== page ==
Escriva: “Loving the World Passionately”

Because it is on the occasion of living and working in this material world that we live out the anthropology of imaging God to the point that we become “Other Christs.”

One of the things Francis of Assisi is best known for is his love of nature. Pope John Paul II named him the Patron Saint of Ecology in 1979. Pope Francis entitled his encyclical about caring for our common home Laudato Si meaning “praise be to you,” a phrase which Francis used repeatedly in his Canticle of the Creatures.

St. Bonaventure (1221–1274), an early Franciscan mystic, taught that, “As a human being, Christ has something in common with all creatures. With the stone he shares existence; with plants he shares life; with animals he shares sensation; and with the angels he shares intelligence.” [1] In saying this, Bonaventure was trying to give theological weight to the deep experience Francis, who, as far as we know, was the first recorded Christian to call animals and elements and even the forces of nature by familial names, much as indigenous people have done for centuries: “Sister, Mother Earth,” “Brother Wind,” “Sister Water,” and “Brother Fire.”

Francis was fully at home in this created world. He saw all things in the visible world as endless dynamic and operative symbols of the Real, a theater and training ground for a heaven that is already available to us in small doses in this life. What you choose now, you shall have later seems to be the realization of the saints. Not an idyllic hope for a later heaven but a living experience right now.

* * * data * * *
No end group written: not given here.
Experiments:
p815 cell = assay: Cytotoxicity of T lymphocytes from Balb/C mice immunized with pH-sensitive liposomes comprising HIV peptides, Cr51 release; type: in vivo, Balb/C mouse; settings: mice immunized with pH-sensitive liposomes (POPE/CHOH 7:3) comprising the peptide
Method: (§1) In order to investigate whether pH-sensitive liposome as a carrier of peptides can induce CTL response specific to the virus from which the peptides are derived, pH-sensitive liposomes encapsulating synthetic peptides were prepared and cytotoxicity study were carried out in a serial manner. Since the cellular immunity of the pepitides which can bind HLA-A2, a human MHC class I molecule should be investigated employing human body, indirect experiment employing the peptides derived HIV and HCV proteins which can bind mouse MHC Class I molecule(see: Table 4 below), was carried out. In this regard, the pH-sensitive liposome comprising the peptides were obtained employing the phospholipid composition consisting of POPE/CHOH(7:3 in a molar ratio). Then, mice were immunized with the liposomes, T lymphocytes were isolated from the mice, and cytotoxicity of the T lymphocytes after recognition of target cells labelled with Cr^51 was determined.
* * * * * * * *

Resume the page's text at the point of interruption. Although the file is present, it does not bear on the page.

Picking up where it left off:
We cannot jump over this world, or its woundedness, and still try to love God. We must love God through, in, with, and even because of this world. This is the message Christianity was supposed to initiate, proclaim, and encourage, and what Jesus modeled. We were made to love and trust this world, “to cultivate it and take care of it” (Genesis 2:15), but for some sad reason we preferred to emphasize the statement that comes in the previous chapter, which seems to say that we should “dominate” the earth (Genesis 1:28). I wonder if this is not another shape of our original sin. God “empties” Godself into creation, and then we humans spend most of history creating systems to control and subdue that creation for our own purposes and profit, reversing the divine pattern.

In the spirit of St. Francis, read aloud this prayer of repentance, intention, and longing by one of his contemporary followers, Mirabai Starr:

Dear God,
You created the world
to serve our needs
and to lead us to you. 

Through our own unconsciousness
we have lost the beautiful relationship
we once had with the rest of creation.

Help us to see
that by restoring our relationship with you
we will also renew our connection
with all your creation.

Give us the grace to see
all animals as gifts from you
and to treat them with respect,
for they are your creation. 

We pray for all animals
who are suffering
as a result of our neglect.

May the order you originally established
be once again restored
to the whole world. . . .

Amen. [2]

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